The Last Express
Description official descriptions
The Orient Express is about to depart from Paris to Constantinople. As the train slowly begins to move away from the station, a young, courageously looking man jumps on it from his motorcycle and makes his way inside. This man is an American doctor named Robert Cath, escaping from authorities as a suspect in the murder of a policeman. In the train, he finds the dead body of the person he was supposed to meet. Now he has to act quickly. The only way not to arise the suspicions of the police is to disguise himself as the murdered man. A very dangerous investigation begins, and the hero soon finds himself involved in a deep net of personal intrigues and political conspiracies.
The Last Express is a real-time adventure game set in 1914, shortly before the outbreak of the World War, in a concrete historical and geographical environment. The game uses a simple point-and-click interface for interacting with people and objects, and navigating the character from a first-person perspective through pre-rendered backgrounds. From the moment the player gains control of Robert Cath, time begins to flow. If the player fails to solve a part of the mystery until the train arrives at the next station, certain events the player was supposed to prevent will occur, ending the game prematurely. It is impossible to permanently die in the game, as the player has the ability to rewind the clock in order to replay a specific period of time.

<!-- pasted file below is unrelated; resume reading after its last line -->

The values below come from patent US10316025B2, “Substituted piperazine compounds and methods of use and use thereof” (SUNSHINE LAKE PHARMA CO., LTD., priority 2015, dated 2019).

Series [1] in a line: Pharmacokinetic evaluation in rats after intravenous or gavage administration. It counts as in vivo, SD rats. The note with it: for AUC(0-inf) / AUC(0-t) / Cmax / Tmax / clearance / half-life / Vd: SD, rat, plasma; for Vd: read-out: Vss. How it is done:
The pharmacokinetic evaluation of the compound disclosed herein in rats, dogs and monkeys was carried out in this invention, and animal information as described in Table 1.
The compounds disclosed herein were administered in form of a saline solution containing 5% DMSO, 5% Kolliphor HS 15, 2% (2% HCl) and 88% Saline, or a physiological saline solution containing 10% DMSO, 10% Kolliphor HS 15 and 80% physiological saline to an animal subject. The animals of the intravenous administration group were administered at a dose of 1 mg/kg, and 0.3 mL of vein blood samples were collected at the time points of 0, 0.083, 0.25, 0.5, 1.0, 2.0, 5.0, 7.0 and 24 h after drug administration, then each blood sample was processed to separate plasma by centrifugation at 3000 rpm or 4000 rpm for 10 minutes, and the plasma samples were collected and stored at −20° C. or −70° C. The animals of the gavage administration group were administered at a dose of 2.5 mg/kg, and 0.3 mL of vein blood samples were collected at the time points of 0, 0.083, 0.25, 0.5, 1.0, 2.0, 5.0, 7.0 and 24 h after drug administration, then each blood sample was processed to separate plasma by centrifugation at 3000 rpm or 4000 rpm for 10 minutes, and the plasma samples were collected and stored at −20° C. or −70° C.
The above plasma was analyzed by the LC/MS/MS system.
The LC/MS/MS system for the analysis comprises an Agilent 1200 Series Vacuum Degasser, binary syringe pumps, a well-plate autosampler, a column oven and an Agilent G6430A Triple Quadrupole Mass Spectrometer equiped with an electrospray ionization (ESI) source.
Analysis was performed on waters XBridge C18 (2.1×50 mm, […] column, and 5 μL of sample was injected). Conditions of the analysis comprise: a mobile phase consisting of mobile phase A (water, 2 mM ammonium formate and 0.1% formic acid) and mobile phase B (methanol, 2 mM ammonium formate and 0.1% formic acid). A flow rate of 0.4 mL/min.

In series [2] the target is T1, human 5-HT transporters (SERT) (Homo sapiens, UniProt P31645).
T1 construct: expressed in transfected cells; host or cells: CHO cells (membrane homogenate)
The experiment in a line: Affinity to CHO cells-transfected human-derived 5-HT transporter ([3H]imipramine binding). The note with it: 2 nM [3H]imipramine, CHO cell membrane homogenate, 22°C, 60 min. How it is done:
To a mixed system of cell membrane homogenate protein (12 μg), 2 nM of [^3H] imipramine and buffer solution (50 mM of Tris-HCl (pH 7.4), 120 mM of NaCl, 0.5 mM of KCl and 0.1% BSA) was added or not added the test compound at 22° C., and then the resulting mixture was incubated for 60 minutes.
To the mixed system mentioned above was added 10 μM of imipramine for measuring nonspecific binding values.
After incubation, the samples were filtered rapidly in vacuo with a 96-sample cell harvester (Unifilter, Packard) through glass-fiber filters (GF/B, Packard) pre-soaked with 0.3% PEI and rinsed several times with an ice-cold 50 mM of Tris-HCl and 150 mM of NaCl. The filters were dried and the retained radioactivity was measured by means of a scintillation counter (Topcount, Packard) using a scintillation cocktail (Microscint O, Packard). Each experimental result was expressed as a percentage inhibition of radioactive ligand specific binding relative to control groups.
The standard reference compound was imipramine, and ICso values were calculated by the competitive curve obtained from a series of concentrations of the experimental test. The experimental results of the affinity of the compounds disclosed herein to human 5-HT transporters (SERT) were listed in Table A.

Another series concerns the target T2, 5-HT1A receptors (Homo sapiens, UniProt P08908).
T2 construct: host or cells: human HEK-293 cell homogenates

The player is for the most part free to explore the train, and the story progression has a certain degree of non-linearity. Characters follow their own schedules, frequently moving between locations, talking to each other, and generally acting independently of the player's input. The player can decide to interrupt conversations, remain unnoticed, or openly follow characters and witness their activities. For example, at a certain moment in the game's timeline two characters will perform a classical sonata for violin and piano; the player can opt for staying and listening to the performance, or use the time to explore other locations. Along with detective work and a few inventory-based and logical puzzles, the player's main task in the game is to eavesdrop on people's conversations, talk to characters, and solve the mystery by finding out more information about the bizarre case. There are also several timing-oriented fighting sequences in the game.
The game's visuals resemble "art nouveau" style that was prominent in the historical time period described in it. The similarity to the style is achieved by using rotoscoping technique. Actors wearing distinctive make-up and costumes were filmed against a bluescreen, digitized, turned into black-and-white frames and colored by hand. The game is also notable for including authentic dialogue recorded by native speakers of several languages (French, German, Russian and others), with English subtitles displayed.
Credits (DOS version)
353 People (280 developers, 73 thanks) · View all
|Technical Director/Director of Software Development|